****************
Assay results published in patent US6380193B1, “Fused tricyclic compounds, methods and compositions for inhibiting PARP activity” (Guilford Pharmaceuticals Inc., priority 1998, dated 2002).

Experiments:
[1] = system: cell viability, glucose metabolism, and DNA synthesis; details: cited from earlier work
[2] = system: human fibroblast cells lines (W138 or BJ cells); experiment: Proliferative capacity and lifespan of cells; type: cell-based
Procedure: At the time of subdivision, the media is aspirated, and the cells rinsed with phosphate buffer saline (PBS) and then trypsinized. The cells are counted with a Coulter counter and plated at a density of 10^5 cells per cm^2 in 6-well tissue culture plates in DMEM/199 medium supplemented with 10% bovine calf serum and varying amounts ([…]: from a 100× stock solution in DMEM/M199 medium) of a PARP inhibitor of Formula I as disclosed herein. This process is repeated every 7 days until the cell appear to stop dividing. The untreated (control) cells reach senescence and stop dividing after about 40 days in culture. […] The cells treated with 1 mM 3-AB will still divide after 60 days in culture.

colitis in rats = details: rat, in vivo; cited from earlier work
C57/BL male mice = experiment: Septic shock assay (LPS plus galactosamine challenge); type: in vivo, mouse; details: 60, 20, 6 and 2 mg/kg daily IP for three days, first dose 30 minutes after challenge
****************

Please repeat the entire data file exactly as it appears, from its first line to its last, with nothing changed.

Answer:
Assay results published in patent US6380193B1, “Fused tricyclic compounds, methods and compositions for inhibiting PARP activity” (Guilford Pharmaceuticals Inc., priority 1998, dated 2002).

Experiments:
[1] = system: cell viability, glucose metabolism, and DNA synthesis; details: cited from earlier work
[2] = system: human fibroblast cells lines (W138 or BJ cells); experiment: Proliferative capacity and lifespan of cells; type: cell-based
Procedure: At the time of subdivision, the media is aspirated, and the cells rinsed with phosphate buffer saline (PBS) and then trypsinized. The cells are counted with a Coulter counter and plated at a density of 10^5 cells per cm^2 in 6-well tissue culture plates in DMEM/199 medium supplemented with 10% bovine calf serum and varying amounts ([…]: from a 100× stock solution in DMEM/M199 medium) of a PARP inhibitor of Formula I as disclosed herein. This process is repeated every 7 days until the cell appear to stop dividing. The untreated (control) cells reach senescence and stop dividing after about 40 days in culture. […] The cells treated with 1 mM 3-AB will still divide after 60 days in culture.

colitis in rats = details: rat, in vivo; cited from earlier work
C57/BL male mice = experiment: Septic shock assay (LPS plus galactosamine challenge); type: in vivo, mouse; details: 60, 20, 6 and 2 mg/kg daily IP for three days, first dose 30 minutes after challenge